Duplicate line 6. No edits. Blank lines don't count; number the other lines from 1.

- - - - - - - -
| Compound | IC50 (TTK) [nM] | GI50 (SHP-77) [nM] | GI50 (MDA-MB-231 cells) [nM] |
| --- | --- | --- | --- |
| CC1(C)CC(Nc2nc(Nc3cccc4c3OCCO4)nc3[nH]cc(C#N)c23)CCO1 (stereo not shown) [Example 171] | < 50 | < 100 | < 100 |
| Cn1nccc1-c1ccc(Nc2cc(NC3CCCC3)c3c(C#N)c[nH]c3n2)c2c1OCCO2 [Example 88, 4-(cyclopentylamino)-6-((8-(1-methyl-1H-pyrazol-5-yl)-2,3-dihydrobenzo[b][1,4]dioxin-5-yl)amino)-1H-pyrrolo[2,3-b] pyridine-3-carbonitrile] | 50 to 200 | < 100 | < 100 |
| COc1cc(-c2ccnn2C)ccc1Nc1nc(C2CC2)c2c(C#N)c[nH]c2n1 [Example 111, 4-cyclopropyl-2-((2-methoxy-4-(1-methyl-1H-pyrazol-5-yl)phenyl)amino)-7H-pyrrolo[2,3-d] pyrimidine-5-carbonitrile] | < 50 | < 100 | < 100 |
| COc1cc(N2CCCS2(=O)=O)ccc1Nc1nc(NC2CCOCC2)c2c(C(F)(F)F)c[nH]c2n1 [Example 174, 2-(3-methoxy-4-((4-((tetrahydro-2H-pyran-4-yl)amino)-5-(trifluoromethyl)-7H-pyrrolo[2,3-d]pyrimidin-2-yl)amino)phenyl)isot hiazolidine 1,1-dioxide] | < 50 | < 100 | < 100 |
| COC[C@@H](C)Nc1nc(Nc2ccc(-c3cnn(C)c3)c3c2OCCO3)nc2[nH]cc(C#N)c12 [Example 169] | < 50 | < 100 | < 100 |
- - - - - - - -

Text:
| COc1cc(N2CCCS2(=O)=O)ccc1Nc1nc(NC2CCOCC2)c2c(C(F)(F)F)c[nH]c2n1 [Example 174, 2-(3-methoxy-4-((4-((tetrahydro-2H-pyran-4-yl)amino)-5-(trifluoromethyl)-7H-pyrrolo[2,3-d]pyrimidin-2-yl)amino)phenyl)isot hiazolidine 1,1-dioxide] | < 50 | < 100 | < 100 |